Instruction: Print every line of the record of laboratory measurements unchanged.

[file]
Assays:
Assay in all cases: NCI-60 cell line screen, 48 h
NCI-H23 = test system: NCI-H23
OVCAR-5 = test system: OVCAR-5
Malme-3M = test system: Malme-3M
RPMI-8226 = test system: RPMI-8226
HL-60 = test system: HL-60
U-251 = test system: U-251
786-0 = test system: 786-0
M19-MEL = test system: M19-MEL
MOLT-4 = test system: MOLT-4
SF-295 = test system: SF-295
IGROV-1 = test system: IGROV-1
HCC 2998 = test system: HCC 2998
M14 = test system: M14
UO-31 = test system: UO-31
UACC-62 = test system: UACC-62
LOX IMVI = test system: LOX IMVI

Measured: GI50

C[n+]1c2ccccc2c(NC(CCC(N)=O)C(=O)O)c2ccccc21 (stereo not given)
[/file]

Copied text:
Assays:
Assay in all cases: NCI-60 cell line screen, 48 h
NCI-H23 = test system: NCI-H23
OVCAR-5 = test system: OVCAR-5
Malme-3M = test system: Malme-3M
RPMI-8226 = test system: RPMI-8226
HL-60 = test system: HL-60
U-251 = test system: U-251
786-0 = test system: 786-0
M19-MEL = test system: M19-MEL
MOLT-4 = test system: MOLT-4
SF-295 = test system: SF-295
IGROV-1 = test system: IGROV-1
HCC 2998 = test system: HCC 2998
M14 = test system: M14
UO-31 = test system: UO-31
UACC-62 = test system: UACC-62
LOX IMVI = test system: LOX IMVI

Measured: GI50

C[n+]1c2ccccc2c(NC(CCC(N)=O)C(=O)O)c2ccccc21 (stereo not given)